The first transformation of our perception of time was a new designation within the week.  We, the people of First Presbyterian Church, like most Christians, like the early Christians, assemble to rejoice in the resurrection on the first day of the week (Sunday).
Sunday Monday Tuesday Wednesday Thursday Friday Saturday

This first day of the week is known as “The Lord’s Day”—that is, the day Christ has claimed and hallowed by escaping from the dominion of death.  The term The Lord’s Day is intentionally related to the phrase used in the Hebrew Bible—“The Day of the Lord.”  This latter phrase implies the judgment and reign of God’s righteousness at the end of time.  So, our weekly observance of the Lord’s Day is a proclamation that the just and unending dominion of God has already begun in the resurrection of Jesus Christ.

Although Sunday (as the Lord’s Day) was understandably known as the first day of the week, it was strangely embraced by Christians as “the eighth day.”  This notion of an eighth day (where Sunday circles around upon itself) reflects the special observances which Christians recognized in other specific days of the week.  Friday and Saturday, in particular, were given emphasis.  Because Friday was the day of Jesus’ death, it became the weekly approach to the Lord’s Day.  Fasting on Friday was altogether proper and fitting to remind Christians of the Christ’s sacrifice.  Saturday (the day in the tomb) was a day of quiet spiritual preparation for the Sunday feast.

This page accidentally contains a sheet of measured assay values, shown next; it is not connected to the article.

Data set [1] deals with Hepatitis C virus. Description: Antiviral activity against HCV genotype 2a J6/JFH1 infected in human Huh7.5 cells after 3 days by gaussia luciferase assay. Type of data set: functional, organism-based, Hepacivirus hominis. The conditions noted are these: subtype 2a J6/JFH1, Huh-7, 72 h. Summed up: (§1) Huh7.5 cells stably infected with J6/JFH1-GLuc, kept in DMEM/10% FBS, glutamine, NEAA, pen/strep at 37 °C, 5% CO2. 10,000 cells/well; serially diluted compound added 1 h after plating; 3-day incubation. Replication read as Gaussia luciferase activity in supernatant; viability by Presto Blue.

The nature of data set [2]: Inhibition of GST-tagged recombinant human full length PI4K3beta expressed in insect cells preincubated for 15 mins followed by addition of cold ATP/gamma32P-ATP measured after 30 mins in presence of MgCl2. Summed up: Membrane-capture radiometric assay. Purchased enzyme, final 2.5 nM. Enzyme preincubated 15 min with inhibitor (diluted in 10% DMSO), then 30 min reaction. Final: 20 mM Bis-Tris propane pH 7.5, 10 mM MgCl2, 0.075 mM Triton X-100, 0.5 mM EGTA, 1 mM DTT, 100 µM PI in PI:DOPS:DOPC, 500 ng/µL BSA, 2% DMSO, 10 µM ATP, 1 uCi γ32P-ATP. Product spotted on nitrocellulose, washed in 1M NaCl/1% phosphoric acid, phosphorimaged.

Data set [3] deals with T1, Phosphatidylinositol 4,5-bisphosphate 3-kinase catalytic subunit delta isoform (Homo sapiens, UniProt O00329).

Just as the First Day begins and sanctifies the week, so also the Lord’s Day has priority over and determines the Church Year (also known as the “liturgical year”).  It is usually taken for granted that Christmas and Easter are the primary feasts of the church.  But, in fact, the primary Christian feasts must occur weekly, not annually—they occur every Lord's Day, not Christmas and Easter.  The weekly feast of the church takes precedence over any annual festival.